Now, customized business cards are just a few clicks away and the only cost is your time and the paper to print them on. You can choose from a colourful selection of designs ideal for almost any type of business. Add your own text and photos (or use the free photos provided) and you're ready to print. Publicity, accomplished!
Materials * Text for your business card * Image(s) (logo or photo) * Free Adobe Reader software * 8-1/2" x 11" paper or business card stock
Start by choosing a theme from the Wizard (child care, home improvement, landscaping, in-home party, real estate, personal training, or generic.) You can adapt any of these designs to your needs.
Then, add your own images (photos, art or logo) and text.
Before printing the final copy the Wizard guides you through printing a draft to check your work. Finally, you are prompted to download a final version in a .pdf format (readable with the Adobe Reader) to print or save on your computer.
Finally, follow the printing instructions. The following instructions are for HP printers. Try printing a test page before using any HP specialty paper.
1. Place a sheet of business card stock in your printer tray. 2. Set your printer to Best Quality. 3. In the print dialogue, under "Page Handling", set "Page Scaling" menu to "None" option 4. Print your business cards. Let dry thoroughly.
Watching the fiery health-care debates south of the border over the past few years, we Canadians may feel a growing urge to proudly wave our flag for all we're doing right. Last March, Candian Living's very own medical columnist, Dr. Danielle Martin, a practicing family physician and vice-president of medical affairs and health system solutions at Women's College Hospital, appeared in front of the U.S. Senate to share lessons gleaned from Canada's single-payer health-care system. The Senate was forced to contemplate the underlying principle that sets our system apart: equity. There's a lot we have to be proud of.
"Health care should be based on need rather than ability to pay," says Dr. Martin. "That's the bedrock of our system." By paying for every citizen, we end up spending just two-thirds of what Americans pay for their limited-access system, per capita. "And we actually provide quite good care," says Dr. Martin, adding that our outcomes for cancer and heart disease are similar or even better than those in the U.S. Plus, as she pointed out to one senator, we don't have 45,000 citizens per year die while waiting for treatment. Not that our system is perfect. There are still ways to make it more equitable.
1. Improve coverage of medications.
Back in the '50s and '60s, when Medicare was in its infancy, most health care was delivered in hospitals, which meant that prescription drugs weren't a significant cost for most people. "Times have really changed," says Dr. Martin. "Many Canadians are living a long time with chronic medical conditions now, and they need to take medications long-term." In the past 50 years, drug costs have become quite a concern. In fact, a 2012 study found that one in 10 Canadians struggles to pay for medication, and many fail to fill prescriptions or take them as often as directed.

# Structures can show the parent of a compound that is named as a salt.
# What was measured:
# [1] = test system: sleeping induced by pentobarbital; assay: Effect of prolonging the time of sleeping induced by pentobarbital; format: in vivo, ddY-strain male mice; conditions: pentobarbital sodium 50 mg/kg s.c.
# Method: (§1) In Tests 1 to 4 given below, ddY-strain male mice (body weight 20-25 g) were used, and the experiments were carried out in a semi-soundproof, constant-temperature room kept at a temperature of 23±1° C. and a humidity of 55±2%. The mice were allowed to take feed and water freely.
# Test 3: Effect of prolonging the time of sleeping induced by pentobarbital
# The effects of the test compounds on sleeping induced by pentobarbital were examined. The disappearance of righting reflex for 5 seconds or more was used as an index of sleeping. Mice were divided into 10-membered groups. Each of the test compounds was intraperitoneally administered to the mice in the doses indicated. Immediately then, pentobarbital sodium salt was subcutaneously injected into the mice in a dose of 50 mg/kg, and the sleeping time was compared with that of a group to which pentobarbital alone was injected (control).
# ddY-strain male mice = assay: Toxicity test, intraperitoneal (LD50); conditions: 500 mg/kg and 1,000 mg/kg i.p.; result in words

2. Deliver consistent access.
"There's a role for the federal government to play in ensuring that Canadians can count on access to similar services, no matter where they live," says Dr. Martin. In March, Canada's Health Care Accord, which united all of the provinces and territories under common goals, expired. There's a huge variation in coverage between provinces, and Dr. Martin says we need national leadership to ensure consistent care.
3. Ensure that every Canadian has access to high-quality primary care.
"No Canadian should be without a family doctor, and no Canadian should have to wait six weeks for an appointment with one," says Dr. Martin. Currently, where you live impacts your access to primary care. "It's not so much about the number of doctors, it's about the distribution—where they're practicing, and how many are choosing primary care over specialties." To solve the problem, Dr. Martin says we need bigger teams of doctors, nurses and other health-care providers, rather than individual practices. "It's about being linked in â€¨to a bigger system."
For more advice from Dr. Danielle Martin, read what she has to say about these 3 aging myths.
This story was originally titled "Care That's Fair in the July 2014 issue.
Skywalker has depression and anxiety, and believes she should be allowed to bring her cat on board without a carrier. But some say that a mental illness doesn’t require the same considerations as blindness or epilepsy. Others say her needs shouldn’t infringe on the rights of those with allergies. Many more were in her corner, arguing that Air Canada’s refusal is discriminatory.
According to Leslie Jack, a therapy dog coordinator for St. John Ambulance in Ontario, therapy animals can make a real difference to those in distress. Jack takes specially selected and trained dogs to visit with distressed adults and children in hospitals and long-term care facilities, seniors’ residences and even university campuses. “When we visit, it’s a positive distraction,” says Jack, “and within 15 seconds of petting a dog, people’s blood pressure starts to drop, anxiety is lowered and their day is brightened.”
Jack has seen similar results in people with brain injuries, PTSD and children of deployed soldiers. “No matter why it is, it works,” she says. That’s why she’s not surprised that therapy pets are key to easing anxiety around plane travel for some people. “It really is the same type of thing,” says Jack. “If people have anxiety or fear about flying, a therapy pet would be distracting and calming.”
Airlines, too, are starting to recognize the value of therapy pets in comforting passengers. But that doesn’t mean that you can simply board a plane, expecting to keep your cat or dog in your lap. While rules and regulations around flying with service and therapy pets vary, the following guidelines are a good place to start your de-stressed travel plans.
1. Make it official
Get a letter from your care provider stating that you have a diagnosed mental health issue and that you need to travel with a support animal. Ensure the letter is on letterhead and your care provider includes his or her official credentials. The letter should also be dated less than a year from your travel dates.
2. Do your research
Does your voyage include connecting flights on different airlines? Ensure both allow therapy animals. Ditto for destinations: animals are not allowed on flights to or from Bridgetown, Barbados, for example. Plus, sometimes different rules apply for domestic versus international flights.